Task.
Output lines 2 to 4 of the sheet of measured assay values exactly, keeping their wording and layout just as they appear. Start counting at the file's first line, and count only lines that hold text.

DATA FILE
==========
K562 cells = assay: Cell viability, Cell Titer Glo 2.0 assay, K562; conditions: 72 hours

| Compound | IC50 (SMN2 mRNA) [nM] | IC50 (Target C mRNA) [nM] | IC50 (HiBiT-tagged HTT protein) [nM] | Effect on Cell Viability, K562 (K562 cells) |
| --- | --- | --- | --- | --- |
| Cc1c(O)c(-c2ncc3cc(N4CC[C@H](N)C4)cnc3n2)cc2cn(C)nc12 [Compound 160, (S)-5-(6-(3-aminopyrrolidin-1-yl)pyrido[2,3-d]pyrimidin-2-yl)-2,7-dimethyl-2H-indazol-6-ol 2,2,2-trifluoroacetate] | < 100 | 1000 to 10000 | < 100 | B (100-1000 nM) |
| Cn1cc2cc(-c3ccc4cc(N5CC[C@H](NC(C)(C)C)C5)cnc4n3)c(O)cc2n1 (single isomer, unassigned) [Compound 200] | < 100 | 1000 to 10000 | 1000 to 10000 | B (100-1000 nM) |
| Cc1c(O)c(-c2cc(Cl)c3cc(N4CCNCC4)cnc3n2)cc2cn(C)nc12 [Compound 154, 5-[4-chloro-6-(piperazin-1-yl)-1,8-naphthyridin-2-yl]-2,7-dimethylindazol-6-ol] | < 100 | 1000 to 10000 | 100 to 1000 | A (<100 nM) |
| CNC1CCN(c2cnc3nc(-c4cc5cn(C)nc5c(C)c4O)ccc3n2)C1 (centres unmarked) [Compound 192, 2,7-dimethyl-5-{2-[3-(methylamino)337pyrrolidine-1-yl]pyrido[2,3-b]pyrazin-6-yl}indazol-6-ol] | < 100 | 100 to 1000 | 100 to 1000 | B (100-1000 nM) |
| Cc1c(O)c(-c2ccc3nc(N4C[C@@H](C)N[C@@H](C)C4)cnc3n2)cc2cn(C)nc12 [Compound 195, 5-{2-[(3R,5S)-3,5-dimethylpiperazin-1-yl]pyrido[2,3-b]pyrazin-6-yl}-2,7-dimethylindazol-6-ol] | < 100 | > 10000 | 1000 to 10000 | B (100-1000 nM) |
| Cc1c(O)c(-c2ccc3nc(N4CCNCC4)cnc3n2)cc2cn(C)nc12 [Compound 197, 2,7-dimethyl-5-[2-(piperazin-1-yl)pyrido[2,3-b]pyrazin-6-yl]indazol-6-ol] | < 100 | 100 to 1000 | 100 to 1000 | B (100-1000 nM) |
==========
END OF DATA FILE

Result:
| Compound | IC50 (SMN2 mRNA) [nM] | IC50 (Target C mRNA) [nM] | IC50 (HiBiT-tagged HTT protein) [nM] | Effect on Cell Viability, K562 (K562 cells) |
| --- | --- | --- | --- | --- |
| Cc1c(O)c(-c2ncc3cc(N4CC[C@H](N)C4)cnc3n2)cc2cn(C)nc12 [Compound 160, (S)-5-(6-(3-aminopyrrolidin-1-yl)pyrido[2,3-d]pyrimidin-2-yl)-2,7-dimethyl-2H-indazol-6-ol 2,2,2-trifluoroacetate] | < 100 | 1000 to 10000 | < 100 | B (100-1000 nM) |